By Erin Macri, @Erin_Macri
With ease, we can all recall the moments in grad school that brought us to our knees. The red pen all over an assignment, an endless list of reviewer comments, a rejected manuscript, an unsuccessful application for funding. And no matter how successful we are, writing challenges resurface throughout our careers. A theme emerges: being a writer is traumatizing.
I have just been reassured, I am not alone. Professor Anthony Paré, Department Head of Language and Literacy Education at UBC, says we are all wounded writers in some varied and unique way. So as we move into various careers in the academy, without formal education in teaching people to write, how do we support those we mentor? How do we avoid finding ourselves offering so much ‘feedback’ to a student that ‘authorship’ actually becomes ethically complicated? How do we reconcile a student’s short term career metrics with their long term career needs of becoming an independent writer?
At a recent workshop on writing for graduate supervisors, Paré offered some strategies to inspire your grad students to prioritize writing.
- Introduce meta-cognition. Students can be taught to develop awareness and skills for planning, reflecting on, and evaluating their own thought processes and writing. Novice writers may approach a manuscript by producing text from start to finish in a linear manner. Metacognition will help students think like an expert writer, producing a manuscript in a more iterative and non-linear process that includes concepts like idea development and contemplation. This approach might look less like a manuscript, and more like the words, circles and arrows seen on the back of a napkin in a moment of eureka.
- Move beyond ‘process writing’. The ability to form sentences and paragraphs is foundational on Maslow’s less-well-known hierarchy of writer’s needs. Brainstorming, free form writing, and five paragraph essays are of course basic requisites. For most of us, though, this is where our education ended. As readers we all know: structure and formula do not engage us, and do not tell a persuasive story. Explore with your students how writing and story-telling changes within the context of academia, and how this influences discourse.
- Explore your discipline as a unique subculture. What language do you speak in this culture? What thematic values emerge in your field? This can be explored within your department or faculty, and also within the broader national and international context. What can students learn about culture when reading key publications, or when attending meetings or conferences? What do they need to know about what goes into a pitch or a conversation in your discipline? Engage students in cultural contemplation. Every e-mail they send to an investigator is an opportunity to learn about writing for their subculture.
- From writer-based to reader-based writing. Most writers begin writing for themselves, according to Linda Flower. What have they learned, what do they think is interesting? This is a good place to start, and Paré encourages this style early in a manuscript. The time to transition to reader-based writing should happen later. Who is the end-user of your work, and how will they interpret what you have said, and use it? Are you writing for policy-makers, researchers, clinicians, or patients? Does the reader know the terminology of your discipline? Do they need an argument to be fleshed out to clearly connect a research finding to a clinical recommendation? Finally, the student needs to think of one additional reader: the reviewer. Mentors, consider advising students to look beyond the ‘author guidelines’ and read the reviewer guidelines so they understand how their manuscript is being evaluated.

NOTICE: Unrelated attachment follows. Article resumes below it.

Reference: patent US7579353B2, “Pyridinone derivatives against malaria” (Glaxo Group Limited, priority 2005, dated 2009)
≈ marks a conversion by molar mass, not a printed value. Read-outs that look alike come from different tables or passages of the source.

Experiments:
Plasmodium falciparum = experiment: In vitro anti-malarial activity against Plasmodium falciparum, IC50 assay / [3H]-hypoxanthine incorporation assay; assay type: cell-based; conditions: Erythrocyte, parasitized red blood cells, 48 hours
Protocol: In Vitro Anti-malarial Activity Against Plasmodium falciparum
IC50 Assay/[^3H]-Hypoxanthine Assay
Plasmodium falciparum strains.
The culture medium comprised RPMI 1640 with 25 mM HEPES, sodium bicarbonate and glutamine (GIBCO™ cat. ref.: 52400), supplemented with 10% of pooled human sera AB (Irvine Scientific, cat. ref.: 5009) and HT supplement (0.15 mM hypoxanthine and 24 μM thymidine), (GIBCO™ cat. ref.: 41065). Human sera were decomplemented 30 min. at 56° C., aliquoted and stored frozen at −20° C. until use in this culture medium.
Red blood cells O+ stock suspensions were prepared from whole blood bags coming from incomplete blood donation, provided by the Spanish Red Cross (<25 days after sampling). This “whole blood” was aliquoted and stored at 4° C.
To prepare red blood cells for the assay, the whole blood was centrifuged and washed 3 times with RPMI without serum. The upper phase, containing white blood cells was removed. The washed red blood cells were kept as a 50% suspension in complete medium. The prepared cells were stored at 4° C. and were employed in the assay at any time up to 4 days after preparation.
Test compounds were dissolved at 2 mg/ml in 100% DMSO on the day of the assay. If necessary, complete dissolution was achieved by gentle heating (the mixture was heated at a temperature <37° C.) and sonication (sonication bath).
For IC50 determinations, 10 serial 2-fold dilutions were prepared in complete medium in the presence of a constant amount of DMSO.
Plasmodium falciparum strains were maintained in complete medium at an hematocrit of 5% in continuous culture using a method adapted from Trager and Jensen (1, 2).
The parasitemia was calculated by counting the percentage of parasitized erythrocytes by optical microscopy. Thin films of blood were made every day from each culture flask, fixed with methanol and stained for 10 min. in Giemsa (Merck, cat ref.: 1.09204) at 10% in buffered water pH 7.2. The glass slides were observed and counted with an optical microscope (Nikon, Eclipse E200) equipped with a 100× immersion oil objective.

- Pre-write. Write. Incubate. Re-write. Repeat. Before your student starts to write, have a discussion with them where you develop ideas, key points, and arguments. What is the important story your student wants to share? What is going to change peoples’ minds? Have them write a first ‘draft’. Then have them sit on that draft for a few days. Have them read and edit their own draft again after they’ve set it aside for a while, before submitting to you for feedback. This incubation period may be challenging for you both: in our fast-paced world, it will seem counterproductive to do nothing. Paré insists this time away from the writing will give a fresh perspective and new ideas that will ultimately create stronger arguments and better manuscripts.
- Concrete editing. Supervisors, edit for the ‘big picture’ early on – try to avoid correcting grammar and spelling mistakes too soon. Numerous nit-picky corrections early on can traumatize or paralyze a student. Also, try to give concrete feedback and avoid metaphors here. Telling them a paper needs more ‘flow’ or to ‘think outside the box’ may not provide the student with a clear idea of where she has gone astray or what needs changing. If a common theme emerges, give them the ‘rule’ to apply to their writing, rather than making the changes yourself. Accepting tracked changes will not effect change in your student.
Erin Macri, @Erin_Macri, is a physical therapist and PhD candidate at UBC.